4) The best thing about this book in my opinion are all of the quotes from letters from and memiors of the various historical actors (from Napoleon to junior officers, Metternich, etc) which the author frequently uses to make his points--reading these first-hand accounts from these highly intelligent and articulate observers was a real pleasure and revelation.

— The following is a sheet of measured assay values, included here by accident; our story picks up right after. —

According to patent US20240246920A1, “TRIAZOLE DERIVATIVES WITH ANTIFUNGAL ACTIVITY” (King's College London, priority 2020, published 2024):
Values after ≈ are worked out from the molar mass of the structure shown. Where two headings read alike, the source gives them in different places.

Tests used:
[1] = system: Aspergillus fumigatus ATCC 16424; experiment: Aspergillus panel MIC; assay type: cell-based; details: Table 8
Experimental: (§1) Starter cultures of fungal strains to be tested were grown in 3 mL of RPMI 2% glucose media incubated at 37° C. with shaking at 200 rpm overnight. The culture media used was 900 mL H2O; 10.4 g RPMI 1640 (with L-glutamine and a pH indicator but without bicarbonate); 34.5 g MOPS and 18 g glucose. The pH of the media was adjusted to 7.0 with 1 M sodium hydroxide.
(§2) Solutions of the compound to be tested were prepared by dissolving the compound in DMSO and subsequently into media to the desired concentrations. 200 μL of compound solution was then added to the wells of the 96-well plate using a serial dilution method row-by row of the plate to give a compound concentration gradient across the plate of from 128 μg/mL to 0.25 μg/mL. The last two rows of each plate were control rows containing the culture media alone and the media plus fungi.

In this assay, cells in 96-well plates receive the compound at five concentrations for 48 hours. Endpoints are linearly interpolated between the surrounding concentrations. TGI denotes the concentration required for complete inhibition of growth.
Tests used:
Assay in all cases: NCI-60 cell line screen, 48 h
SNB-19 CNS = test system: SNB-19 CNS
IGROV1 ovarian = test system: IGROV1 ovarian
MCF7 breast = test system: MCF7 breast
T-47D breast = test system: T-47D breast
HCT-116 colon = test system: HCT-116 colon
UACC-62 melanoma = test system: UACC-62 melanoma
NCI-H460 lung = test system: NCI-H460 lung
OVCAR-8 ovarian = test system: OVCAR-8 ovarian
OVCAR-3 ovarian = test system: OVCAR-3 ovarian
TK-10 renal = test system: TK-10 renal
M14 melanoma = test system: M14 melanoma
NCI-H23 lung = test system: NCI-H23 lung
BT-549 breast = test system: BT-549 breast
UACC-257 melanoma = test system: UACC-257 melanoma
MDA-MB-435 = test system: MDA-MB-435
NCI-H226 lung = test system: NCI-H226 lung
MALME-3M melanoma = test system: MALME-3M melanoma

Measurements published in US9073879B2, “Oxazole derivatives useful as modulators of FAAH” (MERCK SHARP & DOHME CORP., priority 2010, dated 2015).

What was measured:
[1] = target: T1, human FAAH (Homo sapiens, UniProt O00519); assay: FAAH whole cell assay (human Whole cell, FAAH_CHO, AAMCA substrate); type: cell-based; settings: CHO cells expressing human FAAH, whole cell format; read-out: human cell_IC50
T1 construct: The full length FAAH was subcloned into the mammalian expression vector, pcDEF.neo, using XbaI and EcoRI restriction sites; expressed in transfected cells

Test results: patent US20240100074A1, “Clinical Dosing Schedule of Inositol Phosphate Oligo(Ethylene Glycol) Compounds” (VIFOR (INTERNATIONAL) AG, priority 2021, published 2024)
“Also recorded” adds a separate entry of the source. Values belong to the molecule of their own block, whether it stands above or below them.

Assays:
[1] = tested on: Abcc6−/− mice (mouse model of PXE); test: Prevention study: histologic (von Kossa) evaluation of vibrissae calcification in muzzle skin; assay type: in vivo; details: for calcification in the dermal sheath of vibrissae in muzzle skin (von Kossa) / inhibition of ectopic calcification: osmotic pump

Esdaile has two broad themes that he repeatedly emphasizes. The first is Napoleon’s character. He paints Napoleon as an untrustworthy opportunist who holds personal responsibility for perpetuating the conflict in Europe. Esdaile’s evidence is often convincing, with highly relevant quotations from Napoleon and those close to him clearly supporting his premise. However, Esdaile tarnishes his persuasive analysis with what can only be described as rants. He uses emotional language and “takes sides” in his history, both of which are uncharacteristic of most professional historians. He even seems strangely “conspiracy theory-ish” at times. For example, he says in the preface: “Through the memoirs that he encouraged his companions to write, he reached out beyond the confines of grave and exile, and established a version of events which historians have found impossible to ignore.” He seems genuinely concerned about the support and fascination that Napoleon has inspired over the centuries. His attacks on Napoleon are often visceral and occasionally distasteful. Included here are theories about Napoleon's sexual life and its relation to his warlike nature, and a really strange comment about a possible physical attraction to Tsar Alexander. Though the book generally becomes more tolerable in this regard as it moves forward, Esdaile never lets go of his personal bias against Napoleon. Indeed, the very last sentence of the book reminds us that Napoleon’s primary contribution to European history is as its “bogeyman.”